You can’t see anything without light. That’s pretty obvious. But even when the weather calls for a bright and sunny day, the light changes pretty much by the hour, and changes how you see the world around you.
The #1 goal of my paintings is to capture the effect of light. With watercolor, this means preserving as much of the paper as you can with transparent washes of color. This requires preparation and mindful painting. However, I can’t begin a work without first being inspired by the natural phenomenon of light.
It seems I’ve been covering the East Coast with my paintings this year - from Gloucester, to New York, down to Orlando. Apart from the differences of lifestyle and landscape of these cities, they each hold a different kind of sunlight.
Gloucester seems to have a sleepy effect, something cozy despite changing dramatically from mildly sunny to grey and dreary almost instantly. New York is heavily dependent on seasonal changes. Right now we find a chilly sunlight everywhere we look. In Orlando I couldn’t help but feel and see the warm moisture that pervaded each landscape. The balmy light was tangible, making this an irresistible place to paint.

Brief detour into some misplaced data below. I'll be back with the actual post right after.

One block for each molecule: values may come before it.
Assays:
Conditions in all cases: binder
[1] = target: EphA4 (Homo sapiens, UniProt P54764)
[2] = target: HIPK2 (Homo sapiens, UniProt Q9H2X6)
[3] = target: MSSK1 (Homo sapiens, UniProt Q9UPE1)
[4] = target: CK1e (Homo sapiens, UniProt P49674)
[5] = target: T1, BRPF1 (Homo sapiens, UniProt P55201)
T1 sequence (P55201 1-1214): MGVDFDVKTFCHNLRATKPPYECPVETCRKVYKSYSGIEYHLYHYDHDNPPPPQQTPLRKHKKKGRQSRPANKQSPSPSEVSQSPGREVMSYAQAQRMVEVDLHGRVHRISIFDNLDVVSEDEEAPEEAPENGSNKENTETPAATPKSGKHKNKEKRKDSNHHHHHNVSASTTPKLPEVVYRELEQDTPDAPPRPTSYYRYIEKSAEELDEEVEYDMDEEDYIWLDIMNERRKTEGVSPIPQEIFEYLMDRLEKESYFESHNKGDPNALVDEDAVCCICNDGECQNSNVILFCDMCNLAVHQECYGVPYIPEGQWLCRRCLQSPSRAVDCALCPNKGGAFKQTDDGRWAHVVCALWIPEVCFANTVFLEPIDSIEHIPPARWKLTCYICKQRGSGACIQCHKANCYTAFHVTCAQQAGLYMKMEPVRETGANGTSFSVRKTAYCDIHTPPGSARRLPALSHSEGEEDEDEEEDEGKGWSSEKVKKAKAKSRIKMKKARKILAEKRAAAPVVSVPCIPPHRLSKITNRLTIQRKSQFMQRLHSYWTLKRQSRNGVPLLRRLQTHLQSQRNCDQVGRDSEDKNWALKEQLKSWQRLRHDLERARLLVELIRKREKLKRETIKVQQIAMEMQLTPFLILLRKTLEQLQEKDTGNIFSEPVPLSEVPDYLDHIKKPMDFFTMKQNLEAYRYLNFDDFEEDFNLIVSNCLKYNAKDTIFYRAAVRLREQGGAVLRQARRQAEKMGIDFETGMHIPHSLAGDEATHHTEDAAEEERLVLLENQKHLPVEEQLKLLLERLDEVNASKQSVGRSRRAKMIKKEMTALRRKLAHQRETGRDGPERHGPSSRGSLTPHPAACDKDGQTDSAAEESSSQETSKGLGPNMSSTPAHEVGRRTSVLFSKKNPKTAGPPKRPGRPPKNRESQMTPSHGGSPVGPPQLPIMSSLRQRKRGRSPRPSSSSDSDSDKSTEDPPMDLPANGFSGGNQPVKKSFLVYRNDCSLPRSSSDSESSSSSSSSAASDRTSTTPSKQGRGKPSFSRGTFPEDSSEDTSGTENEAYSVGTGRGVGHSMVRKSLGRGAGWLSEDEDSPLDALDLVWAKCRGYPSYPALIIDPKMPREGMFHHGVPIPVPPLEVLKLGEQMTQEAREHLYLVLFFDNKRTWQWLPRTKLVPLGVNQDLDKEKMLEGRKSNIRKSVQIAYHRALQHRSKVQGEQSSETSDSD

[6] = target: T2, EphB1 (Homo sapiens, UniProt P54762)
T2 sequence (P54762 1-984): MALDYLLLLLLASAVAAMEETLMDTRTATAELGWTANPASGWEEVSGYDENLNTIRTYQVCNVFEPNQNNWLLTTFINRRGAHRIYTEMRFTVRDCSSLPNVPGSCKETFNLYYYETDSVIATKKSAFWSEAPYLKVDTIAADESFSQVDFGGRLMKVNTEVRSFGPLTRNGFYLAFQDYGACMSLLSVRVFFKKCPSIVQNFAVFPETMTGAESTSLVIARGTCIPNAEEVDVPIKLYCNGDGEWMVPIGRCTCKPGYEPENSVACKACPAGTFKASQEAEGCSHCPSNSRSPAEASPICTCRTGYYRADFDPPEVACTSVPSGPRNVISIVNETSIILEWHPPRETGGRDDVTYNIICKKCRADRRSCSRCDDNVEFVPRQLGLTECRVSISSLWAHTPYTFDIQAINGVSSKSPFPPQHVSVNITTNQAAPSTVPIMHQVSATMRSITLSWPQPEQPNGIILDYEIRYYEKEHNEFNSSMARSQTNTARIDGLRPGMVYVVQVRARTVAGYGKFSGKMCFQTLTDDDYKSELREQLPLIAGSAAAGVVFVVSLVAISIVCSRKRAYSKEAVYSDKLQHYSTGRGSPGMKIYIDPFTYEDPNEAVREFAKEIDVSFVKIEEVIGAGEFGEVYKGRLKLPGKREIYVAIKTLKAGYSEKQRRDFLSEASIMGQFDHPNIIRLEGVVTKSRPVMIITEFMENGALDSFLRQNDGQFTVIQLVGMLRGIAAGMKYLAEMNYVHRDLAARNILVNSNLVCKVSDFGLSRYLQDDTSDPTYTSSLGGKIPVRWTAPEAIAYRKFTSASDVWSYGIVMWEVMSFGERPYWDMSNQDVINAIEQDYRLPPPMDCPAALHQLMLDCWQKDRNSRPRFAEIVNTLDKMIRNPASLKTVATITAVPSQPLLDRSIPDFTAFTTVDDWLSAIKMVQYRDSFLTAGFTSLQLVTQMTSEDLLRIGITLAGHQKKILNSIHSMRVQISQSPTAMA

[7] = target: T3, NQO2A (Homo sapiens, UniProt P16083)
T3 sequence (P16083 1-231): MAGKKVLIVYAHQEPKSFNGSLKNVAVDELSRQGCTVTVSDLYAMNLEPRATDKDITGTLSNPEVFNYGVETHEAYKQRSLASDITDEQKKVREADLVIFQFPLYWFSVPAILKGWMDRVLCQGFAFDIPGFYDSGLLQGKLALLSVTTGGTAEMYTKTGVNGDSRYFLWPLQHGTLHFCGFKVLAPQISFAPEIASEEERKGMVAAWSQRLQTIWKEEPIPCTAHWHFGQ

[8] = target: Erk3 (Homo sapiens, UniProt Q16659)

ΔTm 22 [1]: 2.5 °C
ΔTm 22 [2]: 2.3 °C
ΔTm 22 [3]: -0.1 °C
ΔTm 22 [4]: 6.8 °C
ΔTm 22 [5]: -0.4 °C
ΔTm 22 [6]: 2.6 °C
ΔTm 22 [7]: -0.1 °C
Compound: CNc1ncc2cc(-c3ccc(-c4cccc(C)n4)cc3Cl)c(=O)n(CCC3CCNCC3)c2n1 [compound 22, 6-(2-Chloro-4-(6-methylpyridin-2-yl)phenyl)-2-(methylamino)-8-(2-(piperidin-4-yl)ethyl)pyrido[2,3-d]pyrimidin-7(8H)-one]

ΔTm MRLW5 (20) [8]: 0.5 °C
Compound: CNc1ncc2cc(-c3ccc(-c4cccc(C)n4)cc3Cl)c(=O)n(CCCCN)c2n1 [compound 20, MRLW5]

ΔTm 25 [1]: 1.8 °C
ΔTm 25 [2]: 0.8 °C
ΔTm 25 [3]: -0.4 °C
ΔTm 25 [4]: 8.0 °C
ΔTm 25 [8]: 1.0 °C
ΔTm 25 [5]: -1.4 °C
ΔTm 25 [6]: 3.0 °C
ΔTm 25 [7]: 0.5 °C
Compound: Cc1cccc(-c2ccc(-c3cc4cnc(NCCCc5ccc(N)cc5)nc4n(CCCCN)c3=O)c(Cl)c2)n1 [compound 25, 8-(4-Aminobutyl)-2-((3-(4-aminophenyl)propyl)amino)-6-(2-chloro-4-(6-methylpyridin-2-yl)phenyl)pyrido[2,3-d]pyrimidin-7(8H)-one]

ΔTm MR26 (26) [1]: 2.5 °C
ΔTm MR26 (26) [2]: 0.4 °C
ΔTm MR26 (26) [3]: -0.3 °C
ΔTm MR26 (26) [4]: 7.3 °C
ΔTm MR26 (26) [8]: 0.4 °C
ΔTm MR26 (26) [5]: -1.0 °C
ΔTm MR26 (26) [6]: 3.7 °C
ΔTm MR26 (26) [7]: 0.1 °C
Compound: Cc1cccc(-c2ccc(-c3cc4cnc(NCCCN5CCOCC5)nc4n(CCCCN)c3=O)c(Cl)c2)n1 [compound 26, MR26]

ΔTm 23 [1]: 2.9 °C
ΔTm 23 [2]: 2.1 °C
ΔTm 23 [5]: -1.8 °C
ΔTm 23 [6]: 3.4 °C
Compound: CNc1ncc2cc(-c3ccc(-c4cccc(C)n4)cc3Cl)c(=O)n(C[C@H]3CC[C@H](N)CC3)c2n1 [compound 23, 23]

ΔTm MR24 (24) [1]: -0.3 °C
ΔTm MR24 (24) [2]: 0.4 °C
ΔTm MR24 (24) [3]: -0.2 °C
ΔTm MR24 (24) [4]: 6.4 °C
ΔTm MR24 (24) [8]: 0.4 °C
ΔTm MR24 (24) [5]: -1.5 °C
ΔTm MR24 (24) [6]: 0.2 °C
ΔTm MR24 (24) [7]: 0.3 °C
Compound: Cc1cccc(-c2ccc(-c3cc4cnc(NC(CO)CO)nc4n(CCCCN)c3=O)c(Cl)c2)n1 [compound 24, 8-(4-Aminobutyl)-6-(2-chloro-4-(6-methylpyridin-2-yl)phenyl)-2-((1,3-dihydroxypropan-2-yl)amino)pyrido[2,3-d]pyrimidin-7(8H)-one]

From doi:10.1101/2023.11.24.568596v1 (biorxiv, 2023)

I try to preserve these different styles of light in my paintings. A sunny morning is never typical and uniform. Each work is some piece of an experience. The effect of light illuminates the painting - and this is what I find much of my audience enjoys. From across a room, you can see this effect of the painting - its distinctive quality. I challenge you to notice these slight or drastic changes in sunlight on a daily basis. I'd love to hear your take!
You can see more of my daily inspirations and private work methods by signing up for my newsletter below. I'll send brief updates and exclusive insights throughout the month. Don't miss out!